Power And Religion in Baroque Rome: Barberini Cultural Policies

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BRILL, 2006 - History - 437 pages
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In ten chapters, partly case-studies, this monograph analyzes the (new) ways in which cultural manifestations were used to create the necessary preconditions for (religious) policy and power in the Rome of Urban VIII (1623-1644). It was the intensified interaction between culture and power-politics that created what we now call 'the Baroque'. Based on a rich variety of, hitherto largely unexplored, primary sources, the book addresses the basic issues of papal power in the post-Tridentine period. It does not study actual papal politics, but rather the cultural forms that were essential to the representation and legitimatization of the papacy's power, both secular and religious and that (co-)determined the effectiviness of papal policy. Precisely during Urban's long pontificate, the manifold, always imaginative and often unexpected uses of power representation became, in the end, not so much a series of cultural forms as, in a sense, the structure of early modern (Roman) society.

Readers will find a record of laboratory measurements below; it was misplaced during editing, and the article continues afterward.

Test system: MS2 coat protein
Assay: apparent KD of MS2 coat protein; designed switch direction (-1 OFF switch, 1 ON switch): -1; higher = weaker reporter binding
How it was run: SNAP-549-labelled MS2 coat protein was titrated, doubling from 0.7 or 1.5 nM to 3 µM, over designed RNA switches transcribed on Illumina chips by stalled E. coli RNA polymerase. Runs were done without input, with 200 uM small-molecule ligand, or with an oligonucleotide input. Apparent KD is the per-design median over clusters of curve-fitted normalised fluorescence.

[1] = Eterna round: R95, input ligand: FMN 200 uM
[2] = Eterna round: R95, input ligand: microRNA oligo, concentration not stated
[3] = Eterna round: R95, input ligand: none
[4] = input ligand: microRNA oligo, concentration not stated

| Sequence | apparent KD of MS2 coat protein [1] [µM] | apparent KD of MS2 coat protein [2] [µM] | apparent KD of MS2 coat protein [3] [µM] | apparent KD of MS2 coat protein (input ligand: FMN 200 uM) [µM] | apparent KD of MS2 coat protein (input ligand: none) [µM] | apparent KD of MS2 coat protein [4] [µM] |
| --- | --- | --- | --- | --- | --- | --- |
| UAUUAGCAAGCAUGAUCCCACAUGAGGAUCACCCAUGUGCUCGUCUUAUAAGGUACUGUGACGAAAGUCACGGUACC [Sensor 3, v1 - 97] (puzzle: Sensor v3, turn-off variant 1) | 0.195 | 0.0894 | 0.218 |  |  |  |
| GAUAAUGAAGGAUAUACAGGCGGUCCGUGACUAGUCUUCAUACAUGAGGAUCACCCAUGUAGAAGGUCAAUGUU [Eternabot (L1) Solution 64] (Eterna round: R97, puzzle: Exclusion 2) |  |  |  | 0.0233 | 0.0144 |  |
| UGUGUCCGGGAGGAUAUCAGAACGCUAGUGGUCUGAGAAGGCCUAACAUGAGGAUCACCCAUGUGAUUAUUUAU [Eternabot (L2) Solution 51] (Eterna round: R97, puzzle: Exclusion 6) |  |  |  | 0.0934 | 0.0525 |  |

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Contents

inpostTridentineRome
61
Capellaaedificatur
70
Chapter Two Maffeo Barberini Urban VIII the PoetPope
95
poetics and perils of poetic propaganda
118
editions of the poems of MaffeoBarberini
141
power
181
the power
218
Chapter Six Lucas Holste 15961661 scholar and librarian
256
the power
296
Chapter Eight Urban VIII between White Magic and Black
336
instruments of cultural
377
Conclusion lEtŗ fortunata del Mele or Honeys Happy
427
418
433
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About the author (2006)

Peter Rietbergen, Ph.D. (Nijmegen 1983), is Professor of Post-medieval Cultural History at the Radboud University, Nijmegen. He published extensively on early modern (cultural) history, as well as on the history of the relations between Asia and the West. In 2005, the revised edition of his succesful Europe: A Cultural History was published by Routledge.

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